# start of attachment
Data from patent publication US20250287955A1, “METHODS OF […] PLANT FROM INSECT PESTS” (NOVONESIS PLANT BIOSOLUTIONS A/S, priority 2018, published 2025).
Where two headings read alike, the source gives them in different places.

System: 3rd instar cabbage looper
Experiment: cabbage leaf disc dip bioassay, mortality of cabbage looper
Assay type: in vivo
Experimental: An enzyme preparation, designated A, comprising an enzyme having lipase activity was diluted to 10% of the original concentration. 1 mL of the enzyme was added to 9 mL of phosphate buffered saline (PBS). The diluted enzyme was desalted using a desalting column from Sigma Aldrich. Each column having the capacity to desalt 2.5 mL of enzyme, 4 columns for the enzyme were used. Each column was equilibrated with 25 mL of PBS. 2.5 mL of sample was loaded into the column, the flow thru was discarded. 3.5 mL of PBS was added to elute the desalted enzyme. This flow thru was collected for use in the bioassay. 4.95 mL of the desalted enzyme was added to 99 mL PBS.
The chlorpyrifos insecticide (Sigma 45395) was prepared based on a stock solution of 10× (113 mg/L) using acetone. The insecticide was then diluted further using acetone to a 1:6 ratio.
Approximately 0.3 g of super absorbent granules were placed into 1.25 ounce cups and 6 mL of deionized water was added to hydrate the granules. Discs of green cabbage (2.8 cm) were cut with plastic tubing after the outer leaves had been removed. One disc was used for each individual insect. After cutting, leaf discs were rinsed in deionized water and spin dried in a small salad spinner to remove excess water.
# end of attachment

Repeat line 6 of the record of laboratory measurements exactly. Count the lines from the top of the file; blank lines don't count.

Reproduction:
Experimental: An enzyme preparation, designated A, comprising an enzyme having lipase activity was diluted to 10% of the original concentration. 1 mL of the enzyme was added to 9 mL of phosphate buffered saline (PBS). The diluted enzyme was desalted using a desalting column from Sigma Aldrich. Each column having the capacity to desalt 2.5 mL of enzyme, 4 columns for the enzyme were used. Each column was equilibrated with 25 mL of PBS. 2.5 mL of sample was loaded into the column, the flow thru was discarded. 3.5 mL of PBS was added to elute the desalted enzyme. This flow thru was collected for use in the bioassay. 4.95 mL of the desalted enzyme was added to 99 mL PBS.